Elgan Llŷr Thomas on Unveiled (transcript)
Opening with a frank new English translation of Britten's Michelangelo Sonnets (the first major work which he composed for his life-partner Peter Pears) and closing with his own song-cycle SWAN, Welsh tenor Elgan Llŷr Thomas's debut recording on Delphian sketches 'a history of male homosexuality from necessary discretion to the (relatively) liberated present', including music by Michael Tippett, Ruth Gipps and W. Denis Browne along the way.
I spoke to Elgan via video-link last month about the secret histories behind the works on the album, queer representation in opera and song - and why he feels that 'it's about time we started adding other stories into the mix'...
When were the seeds for this project sown?
When I was an ENO Harewood Artist I did an Italian-themed recital at Wigmore Hall; Iain Burnside was playing and curating, and that was how we got to know each other. Everything was sung in translation; the programme included some songs from Wolf’s Italienisches Liederbuch, Hahn’s Venezia, and four of Britten’s Michelangelo Sonnets, which I’d never sung before. Iain suggested that it would be amazing to record the lot in these incredible translations by Jeremy Sams, and when we sat down to plan the album together the first thing I did was to email Jeremy and commission the remaining three translations.
The fourth song in particular is very direct in its references to a passion 'so maligned that it is still forbidden' - do you think that's partly why Britten set the poems in the original Italian rather than risking an English translation?
They’re a window into that period in history, and into how Britten and Pears must have felt at the time. Of course I knew that being gay or queer was illegal then, but I don’t think I’d ever really stopped to think about how that would’ve affected the lives of all the people who belonged to that community. There was no mention of that at all in my education: when I was at college and we watched those black-and-white videos of Pears singing ‘O waly waly’ with Britten at the piano, it all seemed so polite and serious and strait-laced (excuse the pun!).
But actually they were nothing like that – when I started digging into their letters I found that they were full of all these really funny and adorable terms of endearment they had for each other, and I wanted to shine a light on that side of their relationship. Hearing these songs in English (especially No. 4, with lines like ‘Why are we wary when we say hello?’) lets you into how painful it must have been to be right next to the person that you love but completely unable to acknowledge it in front of anybody else.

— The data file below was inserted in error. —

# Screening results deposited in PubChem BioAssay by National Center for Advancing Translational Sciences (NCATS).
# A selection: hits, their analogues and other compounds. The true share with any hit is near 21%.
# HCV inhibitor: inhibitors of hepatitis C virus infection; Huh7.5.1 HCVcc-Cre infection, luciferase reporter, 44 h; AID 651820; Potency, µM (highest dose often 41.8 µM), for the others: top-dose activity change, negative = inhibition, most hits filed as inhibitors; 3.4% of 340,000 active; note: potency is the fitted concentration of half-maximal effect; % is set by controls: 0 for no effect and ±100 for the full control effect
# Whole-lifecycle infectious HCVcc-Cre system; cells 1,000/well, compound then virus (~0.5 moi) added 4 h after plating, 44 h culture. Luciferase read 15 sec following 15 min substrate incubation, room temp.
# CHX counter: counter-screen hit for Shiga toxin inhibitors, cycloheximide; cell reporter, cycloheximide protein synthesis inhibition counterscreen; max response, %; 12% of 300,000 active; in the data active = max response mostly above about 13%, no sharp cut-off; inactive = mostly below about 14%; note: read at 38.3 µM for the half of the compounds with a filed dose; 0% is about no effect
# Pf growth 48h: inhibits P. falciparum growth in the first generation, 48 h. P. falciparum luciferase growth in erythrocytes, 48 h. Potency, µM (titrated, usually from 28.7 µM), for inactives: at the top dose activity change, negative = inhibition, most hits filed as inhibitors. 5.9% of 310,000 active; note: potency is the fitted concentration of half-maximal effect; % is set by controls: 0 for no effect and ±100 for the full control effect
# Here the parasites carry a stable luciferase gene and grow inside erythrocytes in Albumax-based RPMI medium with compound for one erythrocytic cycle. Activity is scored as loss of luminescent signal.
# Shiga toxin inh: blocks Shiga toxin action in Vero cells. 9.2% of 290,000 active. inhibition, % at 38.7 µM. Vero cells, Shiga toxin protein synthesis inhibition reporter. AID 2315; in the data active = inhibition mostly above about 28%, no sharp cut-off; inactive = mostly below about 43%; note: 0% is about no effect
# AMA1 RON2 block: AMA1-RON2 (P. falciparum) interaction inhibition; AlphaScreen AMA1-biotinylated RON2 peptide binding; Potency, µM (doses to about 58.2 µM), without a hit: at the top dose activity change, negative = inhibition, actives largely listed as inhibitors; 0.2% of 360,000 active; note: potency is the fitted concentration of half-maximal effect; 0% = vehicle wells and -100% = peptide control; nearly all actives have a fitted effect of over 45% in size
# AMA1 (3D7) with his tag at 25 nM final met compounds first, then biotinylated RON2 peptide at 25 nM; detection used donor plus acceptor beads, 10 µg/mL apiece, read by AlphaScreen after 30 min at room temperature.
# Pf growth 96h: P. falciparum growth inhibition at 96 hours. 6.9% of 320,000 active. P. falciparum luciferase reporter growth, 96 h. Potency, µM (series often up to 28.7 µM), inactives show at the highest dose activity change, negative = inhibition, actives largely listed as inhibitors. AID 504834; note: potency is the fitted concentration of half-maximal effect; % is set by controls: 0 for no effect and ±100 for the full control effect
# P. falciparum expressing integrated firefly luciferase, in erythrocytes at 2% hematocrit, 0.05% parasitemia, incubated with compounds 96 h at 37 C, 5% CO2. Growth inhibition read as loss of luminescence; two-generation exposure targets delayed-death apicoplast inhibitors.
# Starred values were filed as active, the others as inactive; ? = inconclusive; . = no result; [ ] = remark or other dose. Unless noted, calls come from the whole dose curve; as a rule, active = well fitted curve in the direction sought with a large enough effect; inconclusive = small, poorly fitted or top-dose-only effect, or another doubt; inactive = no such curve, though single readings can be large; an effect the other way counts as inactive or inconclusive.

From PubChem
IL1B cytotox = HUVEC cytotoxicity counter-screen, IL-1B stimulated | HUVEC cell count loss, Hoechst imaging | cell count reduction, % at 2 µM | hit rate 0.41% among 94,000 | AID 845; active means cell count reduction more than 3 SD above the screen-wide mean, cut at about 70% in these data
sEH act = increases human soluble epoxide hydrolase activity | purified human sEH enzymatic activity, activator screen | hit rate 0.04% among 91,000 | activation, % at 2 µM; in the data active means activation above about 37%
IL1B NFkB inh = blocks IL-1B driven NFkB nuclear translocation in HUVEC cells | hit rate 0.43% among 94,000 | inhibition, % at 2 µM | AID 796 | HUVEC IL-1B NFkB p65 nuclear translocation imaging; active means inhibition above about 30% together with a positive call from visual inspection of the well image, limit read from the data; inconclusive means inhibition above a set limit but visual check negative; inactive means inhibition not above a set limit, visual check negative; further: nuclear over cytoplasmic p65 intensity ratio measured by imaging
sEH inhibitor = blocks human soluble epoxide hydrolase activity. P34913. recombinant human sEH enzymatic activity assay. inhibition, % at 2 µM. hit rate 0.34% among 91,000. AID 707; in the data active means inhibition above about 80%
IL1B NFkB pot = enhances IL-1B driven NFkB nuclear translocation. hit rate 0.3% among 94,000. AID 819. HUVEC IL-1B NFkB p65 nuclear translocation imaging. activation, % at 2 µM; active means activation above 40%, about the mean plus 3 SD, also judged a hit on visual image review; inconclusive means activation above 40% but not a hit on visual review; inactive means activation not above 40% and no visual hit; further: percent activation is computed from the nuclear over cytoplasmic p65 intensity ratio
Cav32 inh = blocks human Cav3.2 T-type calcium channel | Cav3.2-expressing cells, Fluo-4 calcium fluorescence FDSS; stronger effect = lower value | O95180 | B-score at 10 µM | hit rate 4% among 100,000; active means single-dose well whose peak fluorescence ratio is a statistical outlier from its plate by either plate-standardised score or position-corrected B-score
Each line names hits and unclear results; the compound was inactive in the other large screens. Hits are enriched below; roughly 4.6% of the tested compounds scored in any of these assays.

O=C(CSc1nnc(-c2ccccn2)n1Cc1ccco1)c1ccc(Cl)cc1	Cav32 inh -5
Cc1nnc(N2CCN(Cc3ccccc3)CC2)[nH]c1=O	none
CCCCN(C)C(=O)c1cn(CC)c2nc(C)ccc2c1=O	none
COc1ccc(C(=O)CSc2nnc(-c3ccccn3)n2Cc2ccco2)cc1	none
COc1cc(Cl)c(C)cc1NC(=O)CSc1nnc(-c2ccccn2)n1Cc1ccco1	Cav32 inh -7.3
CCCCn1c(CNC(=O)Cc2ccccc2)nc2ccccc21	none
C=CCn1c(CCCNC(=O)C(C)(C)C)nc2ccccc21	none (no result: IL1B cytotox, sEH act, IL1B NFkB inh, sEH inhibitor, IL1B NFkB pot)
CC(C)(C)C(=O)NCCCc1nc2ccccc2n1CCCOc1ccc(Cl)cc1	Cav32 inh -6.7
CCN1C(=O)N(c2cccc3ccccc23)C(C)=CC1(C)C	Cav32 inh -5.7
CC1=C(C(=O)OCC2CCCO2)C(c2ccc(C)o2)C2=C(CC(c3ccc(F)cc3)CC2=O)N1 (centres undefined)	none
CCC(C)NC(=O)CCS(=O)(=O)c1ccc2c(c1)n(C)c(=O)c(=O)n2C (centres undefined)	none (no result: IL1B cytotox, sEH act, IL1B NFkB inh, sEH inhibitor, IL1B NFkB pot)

Apparently one of the first letters that Pears received after Britten’s death was from the Queen, so obviously people knew about their relationship but weren’t supposed to say that they knew in public. That’s heart-breaking, but at least they did get to live most of their lives together - and although it’s a terrible thing to say, you have to wonder if we’d have the music that we do if things hadn’t been that way…
Was your own song-cycle SWAN composed specially for the album?
Curating this album was a real balancing-act: the Britten songs are mostly quite cerebral and dark, so I knew I needed some kind of counterpoint to that. Iain knew I dabbled in composition and he asked if I’d ever thought of writing some songs of my own; my response was ‘Yes I have, but I would never want to be so presumptuous as to suggest that they were as good as Britten’s!’. I knew that any songs I composed would have to stand alongside these other cycles and hold their own, so I contacted an amazing queer poet called Andrew McMillan who’s based in Manchester - I’d read quite a bit of his stuff and loved it, so I asked him if he’d written anything that he could imagine being set to music.
He pointed me in the direction of this sequence of eight poems called SWAN, and I ordered the collection and read through them. The notes mention that Andrew wrote them after seeing a performance of Matthew Bourne’s Swan Lake, and that set off all kinds of connections: not only is it a queer retelling of that story through contemporary ballet, but of course the music is by Tchaikovsky!